July 21, 2011
Android Phones Help Poor Farmers in Uganda
Mobile-phone companies and aid agencies have talked for years about deploying feature phones, coupled with basic text information services about the weather and crop pricing, to empower poor people in undeveloped parts of the world. Now, the Grameen Foundation is taking that idea to the opposite, high-tech extreme. PC World reports.
About 400 so-called "community knowledge workers" in Uganda are using Android phones loaded with an open-source data-collection application that feeds data into Salesforce. The phones are powered by batteries that can be recharged in a variety of ways, including solar and bicycle.
Developed by the Seattle-based Grameen Foundation Technology Center, the project offers select farmers loans to buy an Android phone loaded with information about when and how to plant crops, care for farm animals and find markets for products.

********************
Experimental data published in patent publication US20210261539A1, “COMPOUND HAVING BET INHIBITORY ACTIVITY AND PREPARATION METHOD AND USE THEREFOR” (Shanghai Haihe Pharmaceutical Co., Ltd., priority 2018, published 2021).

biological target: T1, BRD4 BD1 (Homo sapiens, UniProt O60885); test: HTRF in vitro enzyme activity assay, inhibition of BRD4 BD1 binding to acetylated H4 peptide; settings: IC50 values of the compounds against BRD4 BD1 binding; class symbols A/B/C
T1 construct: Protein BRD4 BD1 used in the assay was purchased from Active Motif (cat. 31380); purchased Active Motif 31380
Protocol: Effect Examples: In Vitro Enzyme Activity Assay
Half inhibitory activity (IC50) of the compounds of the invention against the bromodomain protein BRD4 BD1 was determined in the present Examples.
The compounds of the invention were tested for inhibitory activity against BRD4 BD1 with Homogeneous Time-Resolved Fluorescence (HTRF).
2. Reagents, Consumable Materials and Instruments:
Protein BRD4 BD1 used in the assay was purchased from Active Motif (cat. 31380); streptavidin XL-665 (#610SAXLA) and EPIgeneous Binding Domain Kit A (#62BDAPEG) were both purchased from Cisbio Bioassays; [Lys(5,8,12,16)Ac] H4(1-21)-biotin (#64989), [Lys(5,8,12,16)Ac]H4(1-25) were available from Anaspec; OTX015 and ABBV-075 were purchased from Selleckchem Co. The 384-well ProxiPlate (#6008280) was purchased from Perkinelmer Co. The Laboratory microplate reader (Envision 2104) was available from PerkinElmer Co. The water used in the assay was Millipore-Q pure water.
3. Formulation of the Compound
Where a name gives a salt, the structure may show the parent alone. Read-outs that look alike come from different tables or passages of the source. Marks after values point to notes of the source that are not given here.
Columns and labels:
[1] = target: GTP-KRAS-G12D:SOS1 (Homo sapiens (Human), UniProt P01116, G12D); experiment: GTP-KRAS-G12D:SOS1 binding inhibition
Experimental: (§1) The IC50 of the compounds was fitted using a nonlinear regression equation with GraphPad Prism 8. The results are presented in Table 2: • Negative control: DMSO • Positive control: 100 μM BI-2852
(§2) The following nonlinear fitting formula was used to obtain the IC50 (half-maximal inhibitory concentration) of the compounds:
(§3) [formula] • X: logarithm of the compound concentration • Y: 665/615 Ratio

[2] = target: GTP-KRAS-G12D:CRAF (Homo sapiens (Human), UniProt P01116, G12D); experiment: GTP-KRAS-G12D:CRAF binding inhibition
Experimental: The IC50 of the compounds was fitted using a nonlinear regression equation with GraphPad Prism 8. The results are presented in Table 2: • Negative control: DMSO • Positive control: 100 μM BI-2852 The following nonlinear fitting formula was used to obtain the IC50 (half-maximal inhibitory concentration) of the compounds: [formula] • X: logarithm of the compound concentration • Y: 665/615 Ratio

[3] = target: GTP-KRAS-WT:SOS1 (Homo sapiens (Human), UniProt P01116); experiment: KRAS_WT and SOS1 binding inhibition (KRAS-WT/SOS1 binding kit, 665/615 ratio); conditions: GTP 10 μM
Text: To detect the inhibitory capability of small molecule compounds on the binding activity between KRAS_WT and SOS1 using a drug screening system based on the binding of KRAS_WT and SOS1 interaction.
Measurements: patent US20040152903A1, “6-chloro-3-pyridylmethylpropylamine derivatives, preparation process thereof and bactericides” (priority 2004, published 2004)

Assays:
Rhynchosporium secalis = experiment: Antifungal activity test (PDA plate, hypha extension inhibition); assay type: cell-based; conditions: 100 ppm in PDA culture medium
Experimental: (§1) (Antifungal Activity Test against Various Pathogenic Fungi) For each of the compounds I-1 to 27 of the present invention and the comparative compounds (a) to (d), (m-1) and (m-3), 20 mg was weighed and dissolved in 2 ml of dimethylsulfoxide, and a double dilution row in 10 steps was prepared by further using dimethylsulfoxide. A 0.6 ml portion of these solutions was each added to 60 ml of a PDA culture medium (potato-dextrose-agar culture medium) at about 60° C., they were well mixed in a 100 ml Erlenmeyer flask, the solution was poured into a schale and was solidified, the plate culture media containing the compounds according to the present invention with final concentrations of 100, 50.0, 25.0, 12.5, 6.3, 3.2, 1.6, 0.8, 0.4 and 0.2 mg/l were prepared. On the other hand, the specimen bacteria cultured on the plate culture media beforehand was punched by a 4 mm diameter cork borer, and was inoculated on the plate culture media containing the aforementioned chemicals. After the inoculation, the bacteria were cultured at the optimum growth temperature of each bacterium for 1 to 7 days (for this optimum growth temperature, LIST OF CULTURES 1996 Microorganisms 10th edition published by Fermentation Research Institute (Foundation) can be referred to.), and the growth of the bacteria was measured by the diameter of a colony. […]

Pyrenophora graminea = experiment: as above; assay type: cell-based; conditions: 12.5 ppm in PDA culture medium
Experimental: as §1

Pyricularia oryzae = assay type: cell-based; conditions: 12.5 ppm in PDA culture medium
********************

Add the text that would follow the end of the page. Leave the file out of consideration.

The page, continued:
Those farmers, whom Grameen calls community knowledge workers, then serve as experts in their villages. Other people turn to them with questions about crops or farm animals, and the knowledge workers find answers in information loaded on the phones. The knowledge workers also gather information about the farmers they talk to.
People have questioned why Grameen is using smartphones rather than low-cost feature phones, but Android phones had a number of benefits, said Heather Thorne, director of ICT innovation at the Grameen Foundation Technology Center. Android is open source, so Grameen could hire its own developers to customize the phones for improved use of power and to make applications usable when the phones aren't connected to the network. Plus, because Android is growing so quickly, she figured that phone prices would drop.
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